Report: National Marketers Love Local, Fail At Basic Tactics
GMS Local, an initiative from GroupM focused on local search and local digital strategies, recently conducted a survey of national marketing executives (mostly in the retail sector) about their localization strategies and tactics. The survey was fielded in September and November 2011. What the agency found was considerable enthusiasm for local-digital marketing. Yet there was also a surprising lack of sophistication in many of their tactics.
GMS Local found that most of the respondents spent more on local vs. national advertising and more generally on digital than traditional media marketing:
- 70 percent of marketers surveyed said they spend greater than the national average (60 percent) of their advertising budgets on local vs. national initiatives.
- 70 percent of marketers surveyed answered that they spend greater than the national average (25 percent) of their local advertising budget on digital media.
- 83 percent of marketers surveyed expect their local online spending increases to be more than the projected national growth (25 percent) over the next three years.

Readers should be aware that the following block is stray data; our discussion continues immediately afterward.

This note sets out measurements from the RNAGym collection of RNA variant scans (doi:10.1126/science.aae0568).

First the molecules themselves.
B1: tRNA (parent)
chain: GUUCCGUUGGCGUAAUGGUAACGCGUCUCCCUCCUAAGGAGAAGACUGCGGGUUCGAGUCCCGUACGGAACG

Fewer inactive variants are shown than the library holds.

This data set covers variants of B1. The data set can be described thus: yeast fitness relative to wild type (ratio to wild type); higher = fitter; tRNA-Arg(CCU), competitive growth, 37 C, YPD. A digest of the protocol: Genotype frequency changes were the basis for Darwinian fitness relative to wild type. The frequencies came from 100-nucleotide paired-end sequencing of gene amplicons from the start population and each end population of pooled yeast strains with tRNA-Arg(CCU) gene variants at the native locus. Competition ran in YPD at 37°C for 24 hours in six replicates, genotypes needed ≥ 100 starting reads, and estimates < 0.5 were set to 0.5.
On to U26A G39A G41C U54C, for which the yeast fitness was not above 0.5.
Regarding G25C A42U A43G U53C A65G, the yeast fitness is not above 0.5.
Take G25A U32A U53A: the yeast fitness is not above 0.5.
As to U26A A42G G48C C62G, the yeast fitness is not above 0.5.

However, the agency observed, “There is a large gap between the perception marketers have of their local position and the reality of what they actually implement.” For example, large numbers of respondents failed to actively manage their locations’ listings and a substantial minority failed to use local paid search.
To their surprise, GMS Local concluded that there were some very basic local tactics that these national brands were failing to utilize:
With as many as 45% of survey respondents not invested in directories (e.g., yp.com and superpages.com), nor actively managing their business listings (e.g., Google Places, Bing and Local.com), and not employing the relatively standard practice of running geo-modified paid search, this exposes the need for education about the fundamentals of local online advertising and opportunities for national brands to connect with consumers at the local level.
Insufficient funding, a lack of education or just plain ignorance were the factors behind the flawed national-local approaches according to the survey. You can read the full report here.
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(Some images used under license from Shutterstock.com.)
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